The UK has something along these lines for the music industry in the shape of the Brit Awards. It tends to reward big sellers and popular artists rather than smaller unsung artists.

As a result, it doesn’t have much serious credibility, but it works well to give nominated and winning artists a nice sales bump.

I would guess that the Oscars don’t want to trade off credibility in chasing a more populist approach - the one thing it really seems to have going for it is that it’s still seen as the most prestigious awards ceremony in the industry (whether deservedly or not). But there are definitely other models it could pursue.


#697

I have a hard time believing people would tune in more if it was Star Wars vs Beauty and the Beast.

Low ratings are a function of ratings being down for everything and also there aren’t the movie stars there used to be. Also Jimmy Kimmel is a stuffed suit. You’ve got to do better than that with a host.


#698


Despite the declines, it still has a shit load of viewers.

Isn’t that essentially the MTV Movie & TV Awards?

Considering old white men are the majority of the voting body, that won’t be happening soon.

I do agree with regards to commercial advertising. This is the movie equivalent of the Superbowl. There should be brand new trailers being shown. This should begin the march to the summer blockbusters and other big releases.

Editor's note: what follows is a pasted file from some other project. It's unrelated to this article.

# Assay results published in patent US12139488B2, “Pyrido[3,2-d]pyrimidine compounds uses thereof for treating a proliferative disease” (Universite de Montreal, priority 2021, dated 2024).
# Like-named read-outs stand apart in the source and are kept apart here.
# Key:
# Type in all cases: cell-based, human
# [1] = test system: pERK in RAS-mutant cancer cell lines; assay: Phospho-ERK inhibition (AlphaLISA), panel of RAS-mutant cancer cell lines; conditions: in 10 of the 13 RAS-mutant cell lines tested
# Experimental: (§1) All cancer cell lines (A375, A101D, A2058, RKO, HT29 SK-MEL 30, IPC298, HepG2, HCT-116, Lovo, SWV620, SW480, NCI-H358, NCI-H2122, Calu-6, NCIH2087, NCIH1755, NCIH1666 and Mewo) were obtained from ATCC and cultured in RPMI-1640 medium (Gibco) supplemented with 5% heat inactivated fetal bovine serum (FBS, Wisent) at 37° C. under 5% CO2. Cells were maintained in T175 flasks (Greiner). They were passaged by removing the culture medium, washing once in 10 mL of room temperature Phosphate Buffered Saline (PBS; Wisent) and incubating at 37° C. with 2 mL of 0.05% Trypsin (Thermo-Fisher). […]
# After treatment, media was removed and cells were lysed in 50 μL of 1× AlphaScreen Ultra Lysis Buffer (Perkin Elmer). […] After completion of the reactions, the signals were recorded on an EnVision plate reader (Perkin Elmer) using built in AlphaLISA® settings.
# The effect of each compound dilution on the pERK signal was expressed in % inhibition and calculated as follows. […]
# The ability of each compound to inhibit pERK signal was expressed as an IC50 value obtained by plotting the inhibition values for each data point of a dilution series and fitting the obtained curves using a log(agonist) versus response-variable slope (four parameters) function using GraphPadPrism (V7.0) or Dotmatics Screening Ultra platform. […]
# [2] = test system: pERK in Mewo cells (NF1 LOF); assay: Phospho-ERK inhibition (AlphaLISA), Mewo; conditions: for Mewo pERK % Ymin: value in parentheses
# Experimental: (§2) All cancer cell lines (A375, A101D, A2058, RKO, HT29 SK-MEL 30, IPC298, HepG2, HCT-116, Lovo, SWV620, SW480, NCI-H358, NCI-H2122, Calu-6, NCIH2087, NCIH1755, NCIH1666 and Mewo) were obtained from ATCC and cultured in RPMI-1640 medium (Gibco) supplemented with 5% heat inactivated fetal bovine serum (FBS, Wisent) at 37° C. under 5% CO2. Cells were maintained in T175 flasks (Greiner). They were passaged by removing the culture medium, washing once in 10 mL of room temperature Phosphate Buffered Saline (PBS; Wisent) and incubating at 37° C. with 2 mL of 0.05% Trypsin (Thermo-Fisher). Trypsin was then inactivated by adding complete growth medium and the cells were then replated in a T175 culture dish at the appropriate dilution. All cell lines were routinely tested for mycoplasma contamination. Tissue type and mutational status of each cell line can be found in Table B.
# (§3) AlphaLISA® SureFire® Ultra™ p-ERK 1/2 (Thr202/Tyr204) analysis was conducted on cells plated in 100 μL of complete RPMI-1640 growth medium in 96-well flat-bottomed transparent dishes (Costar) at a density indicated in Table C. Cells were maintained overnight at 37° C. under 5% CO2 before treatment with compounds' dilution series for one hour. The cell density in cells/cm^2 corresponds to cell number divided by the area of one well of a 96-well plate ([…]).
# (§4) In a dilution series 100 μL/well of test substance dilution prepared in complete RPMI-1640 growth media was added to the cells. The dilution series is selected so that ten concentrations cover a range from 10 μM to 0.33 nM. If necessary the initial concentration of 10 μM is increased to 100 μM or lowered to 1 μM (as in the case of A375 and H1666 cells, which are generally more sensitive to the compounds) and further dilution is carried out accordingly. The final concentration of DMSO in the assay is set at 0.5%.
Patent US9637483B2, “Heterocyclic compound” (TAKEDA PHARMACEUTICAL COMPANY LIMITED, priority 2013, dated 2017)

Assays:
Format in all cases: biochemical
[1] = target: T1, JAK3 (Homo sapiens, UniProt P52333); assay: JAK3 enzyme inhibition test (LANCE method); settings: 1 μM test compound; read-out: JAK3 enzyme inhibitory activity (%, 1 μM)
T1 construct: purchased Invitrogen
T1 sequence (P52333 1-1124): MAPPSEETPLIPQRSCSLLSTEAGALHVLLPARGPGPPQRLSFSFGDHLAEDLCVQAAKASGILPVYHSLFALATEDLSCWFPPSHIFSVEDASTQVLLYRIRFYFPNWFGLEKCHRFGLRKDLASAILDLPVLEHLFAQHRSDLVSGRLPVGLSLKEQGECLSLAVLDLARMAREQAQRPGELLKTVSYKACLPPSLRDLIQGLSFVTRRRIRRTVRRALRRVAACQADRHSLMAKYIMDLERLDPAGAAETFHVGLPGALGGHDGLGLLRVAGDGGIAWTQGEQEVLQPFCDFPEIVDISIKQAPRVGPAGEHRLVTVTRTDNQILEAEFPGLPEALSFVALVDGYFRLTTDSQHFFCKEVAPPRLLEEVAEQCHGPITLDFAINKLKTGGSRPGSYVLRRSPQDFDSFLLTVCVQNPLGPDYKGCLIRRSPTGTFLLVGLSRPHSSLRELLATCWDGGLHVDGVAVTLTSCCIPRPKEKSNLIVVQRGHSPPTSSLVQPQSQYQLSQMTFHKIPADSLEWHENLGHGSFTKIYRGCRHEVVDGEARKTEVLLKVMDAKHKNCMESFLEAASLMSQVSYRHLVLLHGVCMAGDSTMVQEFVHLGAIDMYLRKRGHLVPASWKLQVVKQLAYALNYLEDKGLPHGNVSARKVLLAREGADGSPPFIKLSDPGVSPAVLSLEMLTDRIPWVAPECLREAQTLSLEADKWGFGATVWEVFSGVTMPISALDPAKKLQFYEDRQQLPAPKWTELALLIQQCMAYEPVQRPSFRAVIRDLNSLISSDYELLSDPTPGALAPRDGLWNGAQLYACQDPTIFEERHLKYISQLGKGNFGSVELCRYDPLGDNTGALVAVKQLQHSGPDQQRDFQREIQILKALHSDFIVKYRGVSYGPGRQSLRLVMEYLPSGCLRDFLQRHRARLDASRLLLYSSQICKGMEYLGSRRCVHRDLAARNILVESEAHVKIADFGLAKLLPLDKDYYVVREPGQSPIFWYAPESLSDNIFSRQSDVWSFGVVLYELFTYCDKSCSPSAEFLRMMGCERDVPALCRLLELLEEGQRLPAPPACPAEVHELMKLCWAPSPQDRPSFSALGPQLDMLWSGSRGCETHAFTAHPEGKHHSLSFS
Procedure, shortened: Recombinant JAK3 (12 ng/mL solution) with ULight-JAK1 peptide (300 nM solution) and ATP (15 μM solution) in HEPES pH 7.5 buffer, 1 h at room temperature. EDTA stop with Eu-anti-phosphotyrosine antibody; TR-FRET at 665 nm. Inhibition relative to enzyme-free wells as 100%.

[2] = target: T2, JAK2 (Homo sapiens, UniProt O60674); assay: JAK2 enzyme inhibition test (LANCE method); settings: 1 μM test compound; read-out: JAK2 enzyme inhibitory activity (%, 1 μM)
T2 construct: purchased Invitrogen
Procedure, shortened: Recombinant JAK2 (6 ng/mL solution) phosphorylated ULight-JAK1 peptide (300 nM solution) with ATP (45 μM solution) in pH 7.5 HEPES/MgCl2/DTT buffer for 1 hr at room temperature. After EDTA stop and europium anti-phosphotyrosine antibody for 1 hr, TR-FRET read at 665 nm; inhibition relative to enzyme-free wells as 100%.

#699

If they don’t make the trade they’ll become utterly irrelevant. They need to modernize.

You can’t host well if you have a 4 hour ceremony with 2 hours of mind numbing tedium covering awards for disciplines no-one cares about. And rating aren’t down for everything at all. Sports continues to grow each year. Oscar is at an all time low. Not much is at that level.

You can also make stars. RDJ and Sam Jackson and Tom Cruise are all stars. The Rock is as big as Arnie was, and Arnie was the biggest star in a generation. That’s like saying we don’t have musicians like we used to.


#700

Old white men run everything. The hippest, most modern, most progressive entertainment available today? Old white men were behind it.